B. Detergent Surfactant

The concentrated liquid detergent compositions comprise a detergent surfactant. The surfactant is present at levels of from about 0.05% to about 10%, more preferably from about 0.25% to about 3%, most preferably from about 0.5% to about 3%.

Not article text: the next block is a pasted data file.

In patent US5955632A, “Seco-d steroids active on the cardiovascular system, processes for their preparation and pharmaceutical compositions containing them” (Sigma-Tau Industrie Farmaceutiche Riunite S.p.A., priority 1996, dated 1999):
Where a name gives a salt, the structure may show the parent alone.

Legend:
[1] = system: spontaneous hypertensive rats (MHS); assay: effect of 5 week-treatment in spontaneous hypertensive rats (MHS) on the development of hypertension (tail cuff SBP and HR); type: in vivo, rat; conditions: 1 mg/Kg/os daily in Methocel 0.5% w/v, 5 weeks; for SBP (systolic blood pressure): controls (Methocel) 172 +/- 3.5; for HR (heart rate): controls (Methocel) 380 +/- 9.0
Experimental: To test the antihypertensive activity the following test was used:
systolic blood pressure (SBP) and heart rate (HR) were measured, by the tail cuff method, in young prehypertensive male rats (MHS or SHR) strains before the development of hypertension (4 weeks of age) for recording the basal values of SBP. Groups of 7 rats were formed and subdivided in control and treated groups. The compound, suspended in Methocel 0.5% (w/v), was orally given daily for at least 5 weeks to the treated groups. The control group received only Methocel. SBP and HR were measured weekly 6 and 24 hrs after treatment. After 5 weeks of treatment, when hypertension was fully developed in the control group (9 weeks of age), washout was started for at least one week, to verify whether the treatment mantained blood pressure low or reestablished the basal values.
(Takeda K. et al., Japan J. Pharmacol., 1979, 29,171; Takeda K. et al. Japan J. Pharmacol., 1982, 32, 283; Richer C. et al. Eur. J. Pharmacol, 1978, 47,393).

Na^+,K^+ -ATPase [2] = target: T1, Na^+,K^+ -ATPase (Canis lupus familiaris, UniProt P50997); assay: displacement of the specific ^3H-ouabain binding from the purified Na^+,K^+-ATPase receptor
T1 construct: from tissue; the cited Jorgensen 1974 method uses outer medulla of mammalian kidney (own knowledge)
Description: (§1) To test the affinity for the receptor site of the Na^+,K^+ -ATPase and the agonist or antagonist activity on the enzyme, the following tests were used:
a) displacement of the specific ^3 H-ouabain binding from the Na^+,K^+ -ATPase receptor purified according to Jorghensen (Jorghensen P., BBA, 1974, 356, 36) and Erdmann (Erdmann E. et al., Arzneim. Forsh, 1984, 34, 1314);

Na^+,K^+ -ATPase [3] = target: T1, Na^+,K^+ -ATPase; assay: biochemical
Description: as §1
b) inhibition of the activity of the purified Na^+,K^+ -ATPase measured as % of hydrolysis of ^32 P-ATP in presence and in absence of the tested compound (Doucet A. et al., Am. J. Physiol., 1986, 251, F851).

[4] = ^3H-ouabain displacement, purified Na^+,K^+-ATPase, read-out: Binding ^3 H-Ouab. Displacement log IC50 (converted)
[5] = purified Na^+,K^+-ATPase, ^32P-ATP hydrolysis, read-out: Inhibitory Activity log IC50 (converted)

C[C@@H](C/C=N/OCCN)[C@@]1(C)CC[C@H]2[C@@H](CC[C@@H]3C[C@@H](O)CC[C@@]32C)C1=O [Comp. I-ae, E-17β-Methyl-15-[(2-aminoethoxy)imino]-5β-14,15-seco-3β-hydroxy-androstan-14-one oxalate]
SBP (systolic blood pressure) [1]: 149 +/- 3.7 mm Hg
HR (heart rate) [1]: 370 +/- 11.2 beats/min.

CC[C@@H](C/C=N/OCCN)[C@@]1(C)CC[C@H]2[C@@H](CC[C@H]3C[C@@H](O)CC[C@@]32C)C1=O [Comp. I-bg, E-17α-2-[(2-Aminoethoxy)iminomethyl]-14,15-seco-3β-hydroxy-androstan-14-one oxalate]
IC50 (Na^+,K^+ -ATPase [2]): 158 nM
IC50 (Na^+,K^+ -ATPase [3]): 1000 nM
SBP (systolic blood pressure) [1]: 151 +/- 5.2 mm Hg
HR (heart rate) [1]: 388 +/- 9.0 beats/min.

Surfactants suitable for use in the liquid concentrate include well-known synthetic anionic, nonionic, and zwitterionic surfactants. The limitation on the surfactant is that it must be soluble in the solvent/buffer system described hereinafter at temperatures ranging from about 40° F. (4° C.) to about 100° F. (38° C.). At these temperatures, the selected surfactant must also not form a crystalline solid with the other ingredients. For example alkyl sulfate is crystalline at room temperature but when used in the compositions herein it does not crystallize. Such suitable detergent surfactants can include the alkyl- and alkylethoxylate- (polyethoxylate) sulfates, paraffin sulfonates, olefin sulfonates, alkoxylated (especially ethoxylated) alcohols and alkyl phenols, alpha-sulfonates of fatty acids and of fatty acid esters, and the like, which are well-known from the detergency art. In general, the detergent surfactants contain an alkyl group in the C9 -C18 range. The anionics can be used in the form of their sodium, potassium, ammonium or alkanolammonium salts. The nonionics often contain from about 5 to about 17 ethylene oxide groups. The zwitterionics generally contain both a quaternary ammonium group and an anionic group selected from sulfonate and carboxylate groups. Some specific surfactants suitable for use herein are described in the broad surfactant disclosure of U.S. Pat. No. 4,287,080 to Siklosi, issued Sep. 1, 1982, which disclosure is incorporated herein by reference in its entirety.